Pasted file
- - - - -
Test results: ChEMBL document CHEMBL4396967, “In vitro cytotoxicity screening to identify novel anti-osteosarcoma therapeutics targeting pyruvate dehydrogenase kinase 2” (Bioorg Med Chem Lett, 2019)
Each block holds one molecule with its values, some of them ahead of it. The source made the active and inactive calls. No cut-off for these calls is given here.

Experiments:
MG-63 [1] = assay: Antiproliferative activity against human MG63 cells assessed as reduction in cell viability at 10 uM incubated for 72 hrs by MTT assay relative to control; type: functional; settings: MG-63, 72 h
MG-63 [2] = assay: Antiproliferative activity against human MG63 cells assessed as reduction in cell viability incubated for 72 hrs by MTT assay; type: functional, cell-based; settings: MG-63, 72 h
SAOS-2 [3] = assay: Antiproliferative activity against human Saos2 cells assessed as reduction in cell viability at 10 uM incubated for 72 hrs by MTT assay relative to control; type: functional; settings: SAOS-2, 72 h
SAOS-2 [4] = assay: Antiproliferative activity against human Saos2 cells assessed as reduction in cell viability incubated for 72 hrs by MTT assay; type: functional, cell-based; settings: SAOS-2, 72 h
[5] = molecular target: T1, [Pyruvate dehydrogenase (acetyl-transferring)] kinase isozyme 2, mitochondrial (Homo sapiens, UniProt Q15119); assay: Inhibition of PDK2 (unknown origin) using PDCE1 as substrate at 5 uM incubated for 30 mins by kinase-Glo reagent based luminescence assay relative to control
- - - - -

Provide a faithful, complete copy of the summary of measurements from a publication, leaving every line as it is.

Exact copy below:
Test results: ChEMBL document CHEMBL4396967, “In vitro cytotoxicity screening to identify novel anti-osteosarcoma therapeutics targeting pyruvate dehydrogenase kinase 2” (Bioorg Med Chem Lett, 2019)
Each block holds one molecule with its values, some of them ahead of it. The source made the active and inactive calls. No cut-off for these calls is given here.

Experiments:
MG-63 [1] = assay: Antiproliferative activity against human MG63 cells assessed as reduction in cell viability at 10 uM incubated for 72 hrs by MTT assay relative to control; type: functional; settings: MG-63, 72 h
MG-63 [2] = assay: Antiproliferative activity against human MG63 cells assessed as reduction in cell viability incubated for 72 hrs by MTT assay; type: functional, cell-based; settings: MG-63, 72 h
SAOS-2 [3] = assay: Antiproliferative activity against human Saos2 cells assessed as reduction in cell viability at 10 uM incubated for 72 hrs by MTT assay relative to control; type: functional; settings: SAOS-2, 72 h
SAOS-2 [4] = assay: Antiproliferative activity against human Saos2 cells assessed as reduction in cell viability incubated for 72 hrs by MTT assay; type: functional, cell-based; settings: SAOS-2, 72 h
[5] = molecular target: T1, [Pyruvate dehydrogenase (acetyl-transferring)] kinase isozyme 2, mitochondrial (Homo sapiens, UniProt Q15119); assay: Inhibition of PDK2 (unknown origin) using PDCE1 as substrate at 5 uM incubated for 30 mins by kinase-Glo reagent based luminescence assay relative to control